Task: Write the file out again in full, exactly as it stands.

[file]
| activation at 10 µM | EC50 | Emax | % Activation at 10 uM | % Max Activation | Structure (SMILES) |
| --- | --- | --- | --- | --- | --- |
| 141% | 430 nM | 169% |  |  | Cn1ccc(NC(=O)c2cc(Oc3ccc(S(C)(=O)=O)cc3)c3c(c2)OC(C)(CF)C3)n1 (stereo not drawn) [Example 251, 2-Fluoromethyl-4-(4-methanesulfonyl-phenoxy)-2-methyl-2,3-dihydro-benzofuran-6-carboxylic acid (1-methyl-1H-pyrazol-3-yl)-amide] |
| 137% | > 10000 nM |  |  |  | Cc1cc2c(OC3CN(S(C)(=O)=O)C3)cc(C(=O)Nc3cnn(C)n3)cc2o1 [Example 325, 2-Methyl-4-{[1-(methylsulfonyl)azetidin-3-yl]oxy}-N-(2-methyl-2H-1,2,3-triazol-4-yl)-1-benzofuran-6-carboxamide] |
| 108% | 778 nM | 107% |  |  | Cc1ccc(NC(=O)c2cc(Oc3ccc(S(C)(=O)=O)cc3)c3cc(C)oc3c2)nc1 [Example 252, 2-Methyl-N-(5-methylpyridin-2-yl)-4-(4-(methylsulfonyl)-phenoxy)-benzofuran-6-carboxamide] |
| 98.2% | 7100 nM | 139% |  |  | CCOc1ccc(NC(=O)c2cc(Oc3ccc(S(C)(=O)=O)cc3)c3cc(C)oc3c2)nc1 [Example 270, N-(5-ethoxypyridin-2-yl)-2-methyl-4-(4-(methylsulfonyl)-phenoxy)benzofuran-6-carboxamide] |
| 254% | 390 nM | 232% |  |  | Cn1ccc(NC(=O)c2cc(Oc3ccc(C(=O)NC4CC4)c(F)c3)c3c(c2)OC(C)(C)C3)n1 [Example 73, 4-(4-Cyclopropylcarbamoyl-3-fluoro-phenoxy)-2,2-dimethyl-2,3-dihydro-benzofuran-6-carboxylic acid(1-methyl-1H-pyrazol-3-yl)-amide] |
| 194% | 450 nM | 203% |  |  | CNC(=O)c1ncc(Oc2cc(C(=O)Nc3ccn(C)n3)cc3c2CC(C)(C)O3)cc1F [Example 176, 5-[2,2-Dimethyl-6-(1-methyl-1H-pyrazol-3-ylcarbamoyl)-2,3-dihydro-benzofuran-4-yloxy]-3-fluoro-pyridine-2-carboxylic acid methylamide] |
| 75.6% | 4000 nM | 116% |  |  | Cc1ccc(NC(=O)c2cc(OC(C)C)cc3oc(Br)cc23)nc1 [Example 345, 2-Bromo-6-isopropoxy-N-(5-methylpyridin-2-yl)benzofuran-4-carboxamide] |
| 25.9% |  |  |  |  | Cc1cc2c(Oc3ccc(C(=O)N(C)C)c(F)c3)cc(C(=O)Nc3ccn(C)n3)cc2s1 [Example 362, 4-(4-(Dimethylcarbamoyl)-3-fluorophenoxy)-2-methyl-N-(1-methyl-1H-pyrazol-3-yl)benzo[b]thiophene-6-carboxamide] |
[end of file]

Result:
| activation at 10 µM | EC50 | Emax | % Activation at 10 uM | % Max Activation | Structure (SMILES) |
| --- | --- | --- | --- | --- | --- |
| 141% | 430 nM | 169% |  |  | Cn1ccc(NC(=O)c2cc(Oc3ccc(S(C)(=O)=O)cc3)c3c(c2)OC(C)(CF)C3)n1 (stereo not drawn) [Example 251, 2-Fluoromethyl-4-(4-methanesulfonyl-phenoxy)-2-methyl-2,3-dihydro-benzofuran-6-carboxylic acid (1-methyl-1H-pyrazol-3-yl)-amide] |
| 137% | > 10000 nM |  |  |  | Cc1cc2c(OC3CN(S(C)(=O)=O)C3)cc(C(=O)Nc3cnn(C)n3)cc2o1 [Example 325, 2-Methyl-4-{[1-(methylsulfonyl)azetidin-3-yl]oxy}-N-(2-methyl-2H-1,2,3-triazol-4-yl)-1-benzofuran-6-carboxamide] |
| 108% | 778 nM | 107% |  |  | Cc1ccc(NC(=O)c2cc(Oc3ccc(S(C)(=O)=O)cc3)c3cc(C)oc3c2)nc1 [Example 252, 2-Methyl-N-(5-methylpyridin-2-yl)-4-(4-(methylsulfonyl)-phenoxy)-benzofuran-6-carboxamide] |
| 98.2% | 7100 nM | 139% |  |  | CCOc1ccc(NC(=O)c2cc(Oc3ccc(S(C)(=O)=O)cc3)c3cc(C)oc3c2)nc1 [Example 270, N-(5-ethoxypyridin-2-yl)-2-methyl-4-(4-(methylsulfonyl)-phenoxy)benzofuran-6-carboxamide] |
| 254% | 390 nM | 232% |  |  | Cn1ccc(NC(=O)c2cc(Oc3ccc(C(=O)NC4CC4)c(F)c3)c3c(c2)OC(C)(C)C3)n1 [Example 73, 4-(4-Cyclopropylcarbamoyl-3-fluoro-phenoxy)-2,2-dimethyl-2,3-dihydro-benzofuran-6-carboxylic acid(1-methyl-1H-pyrazol-3-yl)-amide] |
| 194% | 450 nM | 203% |  |  | CNC(=O)c1ncc(Oc2cc(C(=O)Nc3ccn(C)n3)cc3c2CC(C)(C)O3)cc1F [Example 176, 5-[2,2-Dimethyl-6-(1-methyl-1H-pyrazol-3-ylcarbamoyl)-2,3-dihydro-benzofuran-4-yloxy]-3-fluoro-pyridine-2-carboxylic acid methylamide] |
| 75.6% | 4000 nM | 116% |  |  | Cc1ccc(NC(=O)c2cc(OC(C)C)cc3oc(Br)cc23)nc1 [Example 345, 2-Bromo-6-isopropoxy-N-(5-methylpyridin-2-yl)benzofuran-4-carboxamide] |
| 25.9% |  |  |  |  | Cc1cc2c(Oc3ccc(C(=O)N(C)C)c(F)c3)cc(C(=O)Nc3ccn(C)n3)cc2s1 [Example 362, 4-(4-(Dimethylcarbamoyl)-3-fluorophenoxy)-2-methyl-N-(1-methyl-1H-pyrazol-3-yl)benzo[b]thiophene-6-carboxamide] |